SAM Soliman’s journey to the IBF middleweight title was something out of a Hollywood film script.
Fights on the road on short notice, fighting out of his weight division, a failed albeit overturned drugs test and winning the title in Germany against a fighter he had already defeated.
The journey as the champion starts this week when Soliman defends his title against former undisputed middleweight champion Jermain Taylor at the Beau Rivage Resort & Casino in Biloxi, Mississippi.
Just under a decade ago, Taylor, 36, was considered as the lineal middleweight champion, having dethroned future Hall-of-Famer Bernard Hopkins in a remarkable performance over two fights, winning both on points.
Since then, Taylor (32-4-1, 20 KOs) has had mixed success, most notably a run of four losses in five fights, with three of those going by knockout. Following his loss to Arthur Abraham – a twelfth round knockout loss – Taylor was diagnosed with a brain bleed.
Since then, he has responded with four consecutive wins, which Soliman highlights as the real gauge to his ability going in their fight.
“A true champion never really loses his stripes,” said Soliman in an exclusive interview with Aus-Boxing. “After winning his last four fights and going through what he went through – he has defied the critics.”
“But he must remember I have done this with my last ten fights and against higher calibre opponents.”
Soliman (44-11, 18 KOs) will look to put his name into the unification title mix, with possible fights in the pipeline against unified WBA/IBO titlist Gennady Golovkin as well as WBC middleweight champion Miguel Cotto.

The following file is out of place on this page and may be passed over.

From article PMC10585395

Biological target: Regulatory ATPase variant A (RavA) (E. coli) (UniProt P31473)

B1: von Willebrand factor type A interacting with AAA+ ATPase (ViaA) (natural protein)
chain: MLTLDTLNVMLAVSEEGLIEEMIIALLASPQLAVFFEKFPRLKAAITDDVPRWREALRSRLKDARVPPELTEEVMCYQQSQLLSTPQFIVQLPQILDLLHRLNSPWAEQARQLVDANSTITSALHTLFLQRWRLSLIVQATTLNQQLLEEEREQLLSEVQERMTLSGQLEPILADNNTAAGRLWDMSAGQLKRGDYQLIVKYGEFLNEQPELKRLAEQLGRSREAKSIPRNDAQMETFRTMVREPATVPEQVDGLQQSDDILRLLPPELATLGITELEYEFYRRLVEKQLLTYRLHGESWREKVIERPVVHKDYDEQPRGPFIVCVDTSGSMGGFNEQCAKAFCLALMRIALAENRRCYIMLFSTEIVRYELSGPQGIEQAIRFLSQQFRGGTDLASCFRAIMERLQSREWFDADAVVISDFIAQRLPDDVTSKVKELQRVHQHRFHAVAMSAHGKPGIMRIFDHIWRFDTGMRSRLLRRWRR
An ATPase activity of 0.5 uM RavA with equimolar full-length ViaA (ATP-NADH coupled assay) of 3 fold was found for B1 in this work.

Despite his age, Soliman, 40, is able to understand and acknowledge his story and sees his rise to the title as part of his motivation to stay on top and is wary of the threat that the clearly underestimated Taylor represents.
As he did in the build-up to his title win over Felix Sturm, Soliman has worked extensively with undefeated Melbourne-based prospects Jake Carr, Zac Dunn and Michael Zerafa.
“My journey has been like something out of a movie. It has added a spark to everything I do in the square ring.” Soliman continued. “It is hard to look past a four-time undisputed world champion who has just come off four wins.”
“The harder I work in the gym, the easier it makes work for me in the fight, as it is in any sport. We had two undefeated young guns to spar with here in Pop’s gym in the Bronx as well as the young talented guys I’ve been sparring in Melbourne. I’m ready.”
For Soliman, a win over Taylor would serve as bitter sweet revenge, as Soliman was the mandatory challenger for Bernard Hopkins’ IBF strap for several months – only to be pipped at the post by Taylor – who ironically beat Hopkins and is now challenging Soliman.
In true workmanlike fashion, Soliman treats Taylor with respect, but at the same time will take solace out of a win, which in his eyes is a long time coming.
“For me, it’s payback time.”
Photo: Provided/Team Soliman (SS Promotions)